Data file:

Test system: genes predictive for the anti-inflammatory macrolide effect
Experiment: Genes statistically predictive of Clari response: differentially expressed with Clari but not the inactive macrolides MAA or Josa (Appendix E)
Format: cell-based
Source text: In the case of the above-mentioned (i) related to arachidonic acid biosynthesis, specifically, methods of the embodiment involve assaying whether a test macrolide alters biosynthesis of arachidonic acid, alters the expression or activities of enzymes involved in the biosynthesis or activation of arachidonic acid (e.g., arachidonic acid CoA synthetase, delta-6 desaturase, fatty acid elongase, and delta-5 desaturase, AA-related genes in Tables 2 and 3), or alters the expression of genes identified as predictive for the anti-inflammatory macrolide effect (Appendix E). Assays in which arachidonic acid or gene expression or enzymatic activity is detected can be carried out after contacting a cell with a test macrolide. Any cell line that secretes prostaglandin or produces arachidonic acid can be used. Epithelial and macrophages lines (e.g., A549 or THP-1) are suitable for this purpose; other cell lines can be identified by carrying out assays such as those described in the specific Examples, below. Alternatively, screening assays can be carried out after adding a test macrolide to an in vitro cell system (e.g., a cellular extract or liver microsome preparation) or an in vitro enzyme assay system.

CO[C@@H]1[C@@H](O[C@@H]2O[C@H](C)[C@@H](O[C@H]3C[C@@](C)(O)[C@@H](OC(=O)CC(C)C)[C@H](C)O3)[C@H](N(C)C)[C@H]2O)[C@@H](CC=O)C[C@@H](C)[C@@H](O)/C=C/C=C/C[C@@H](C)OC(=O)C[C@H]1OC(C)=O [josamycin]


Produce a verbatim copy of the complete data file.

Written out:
Test system: genes predictive for the anti-inflammatory macrolide effect
Experiment: Genes statistically predictive of Clari response: differentially expressed with Clari but not the inactive macrolides MAA or Josa (Appendix E)
Format: cell-based
Source text: In the case of the above-mentioned (i) related to arachidonic acid biosynthesis, specifically, methods of the embodiment involve assaying whether a test macrolide alters biosynthesis of arachidonic acid, alters the expression or activities of enzymes involved in the biosynthesis or activation of arachidonic acid (e.g., arachidonic acid CoA synthetase, delta-6 desaturase, fatty acid elongase, and delta-5 desaturase, AA-related genes in Tables 2 and 3), or alters the expression of genes identified as predictive for the anti-inflammatory macrolide effect (Appendix E). Assays in which arachidonic acid or gene expression or enzymatic activity is detected can be carried out after contacting a cell with a test macrolide. Any cell line that secretes prostaglandin or produces arachidonic acid can be used. Epithelial and macrophages lines (e.g., A549 or THP-1) are suitable for this purpose; other cell lines can be identified by carrying out assays such as those described in the specific Examples, below. Alternatively, screening assays can be carried out after adding a test macrolide to an in vitro cell system (e.g., a cellular extract or liver microsome preparation) or an in vitro enzyme assay system.

CO[C@@H]1[C@@H](O[C@@H]2O[C@H](C)[C@@H](O[C@H]3C[C@@](C)(O)[C@@H](OC(=O)CC(C)C)[C@H](C)O3)[C@H](N(C)C)[C@H]2O)[C@@H](CC=O)C[C@@H](C)[C@@H](O)/C=C/C=C/C[C@@H](C)OC(=O)C[C@H]1OC(C)=O [josamycin]